If a sponsor is sued by a sponsored immigrant, he or she should consult with an experienced immigration attorney for guidance on whether or not his or her sponsorship obligations may have been mitigated or offset by a benefit that the sponsored immigrant received, or whether there were circumstances specific to the case that may have altered his or her sponsor liability. Sponsored immigrants who believe that a sponsor has not upheld the contract that they entered into should also consult with an experienced immigration attorney to look at the facts and determine whether there is a compelling case that the sponsor failed to live up to the responsibilities of sponsorship. An experienced immigration attorney will always be up to date on the latest case-law, regulations, and agency guidance regarding sponsor liability.


  1. I. Kurzban, Kurzban's Immigration Law Sourcebook: A Comprehensive Outline and Reference Tool. (ALIA Publications 14th ed. 2014) 80, citing; 8 C.F.R. § 213a.180, citing; INA § 213A(a)l 8 C.F.R. § 213a.2(d); 71 FR 35732, 35740 (June 21, 2006)
  2. Kurzban 80, citing 8 C.F.R. § 213a.2(e)(2)(i)
  3. Id.
  4. Kurzban 80, citing 8 C.F.R. § 213a.2(e)(2)(i); 71 FR 35732, 35742 (June 21, 2006).
  5. Kurzban 80, citing INA § 213A(d)
  6. Kurzban 80-81, citing 62 FR 45265, 45284 (Aug. 26, 1997)
  7. Kurzban 81, citing 8 C.F.R. § 213a.4(b)
  8. 8 C.F.R. § 213a.4(b)
  9. Kurzban 81, citing for the entire list, 9 FAM 40.41 N2.2; Cable, DOS, 97-State 228462 (Dec. 6, 1887), reprinted in 74 No. 47 Interpreter Releases 1,889-94 (Dec. 15, 1997).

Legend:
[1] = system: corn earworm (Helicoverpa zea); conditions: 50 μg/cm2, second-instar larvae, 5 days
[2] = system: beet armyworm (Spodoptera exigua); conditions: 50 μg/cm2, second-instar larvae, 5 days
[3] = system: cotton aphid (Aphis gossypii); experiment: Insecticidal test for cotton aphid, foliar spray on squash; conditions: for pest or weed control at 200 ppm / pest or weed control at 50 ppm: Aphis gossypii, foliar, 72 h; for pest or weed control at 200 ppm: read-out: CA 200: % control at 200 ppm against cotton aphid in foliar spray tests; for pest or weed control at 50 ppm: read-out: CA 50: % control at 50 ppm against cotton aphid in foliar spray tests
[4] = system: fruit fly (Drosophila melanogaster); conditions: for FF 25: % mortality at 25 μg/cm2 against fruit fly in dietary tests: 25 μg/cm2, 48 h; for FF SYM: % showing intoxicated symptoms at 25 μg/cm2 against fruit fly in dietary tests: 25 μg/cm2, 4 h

10. Kurzban 81, citing 65 FR 4994 (Aug 21, 2000)
  11. Kurzban 81, citing INA § 213A(a)(1)(A)
  12. Kurzban 81, citing 8 C.F.R. § 213a.2(e); 71 FR 35732, 35740 (June 21, 2006)
  13. Kurzban 81, citing Part 7 of the Form I-864
  14. Kurzban 81, citing Wenfang Liu v. Mund 686 F. 3d 418 (7th Cir. 2012) [former spouse of principal sponsored immigrant has no obligation to mitigate damages]; Shumye v. Felleke, 555 F. Supp.2d 1020 (N.D. Cal. 2008); Naik v Naik, No A-6270-05T5 (N.J. Super. Apr. 14, 2008) [I-864EZ is a legally enforceable contract, but there is a set-off for spousal and child support and equitable distribution]; Cheshire v Cheshire, No. 3:05-CV-00453-TJC-MCR, 2006, WL 1208010 (M.D. Fla. May 4, 2006) [under INA § 213A(a)(1), sponsor has obligation to support his former wife]; Stump v Stump, No. 1:04-CV-253-TS, 2005 WL 2757329 (N.D. Ind. Oct. 25, 2005) [sponsor forced to pay former spouse support at 125% of federal poverty guidelines]
  15. Kurzban 81, citing 71 FR 35732 (June 21, 2006)
  16. Kurzban 82
  17. Id., citing Shumye v. Felleke, 55 F.Supp.2d 1020, 1024-25 (N.D. Cal. 2008) [must look at each year separately to determine whether affidavit was enforceable in each year]
  18. Kurzban 82, citing Shumye v. Felleke, 55 F.Supp.2d 1020, 1024-25 (N.D. Cal. 2008) [student grants and housing subsidies are set-offs, but student loans and divorce settlement over community property are not]; Stump v Stump, No. 1:04-CV-253-TS, 2005 WL 2757329 (N.D. Ind. Oct. 25, 2005) at *7 [mitigation and set-off may be deducted]; Youinis v. Farooqui, 597 F.Supp.2d 552 (D. Md. 2009) [child support is not a set-off, but sponsored immigrant had an obligation to make reasonable efforts to find employment in order to mitigate damages]


Kurzban, Ira J. Kurzban's Immigration Law Sourcebook: A Comprehensive Outline and Reference Tool. 14th ed. Washington D.C.: ALIA Publications, 2014. 80-82, Print. Treatises & Primers.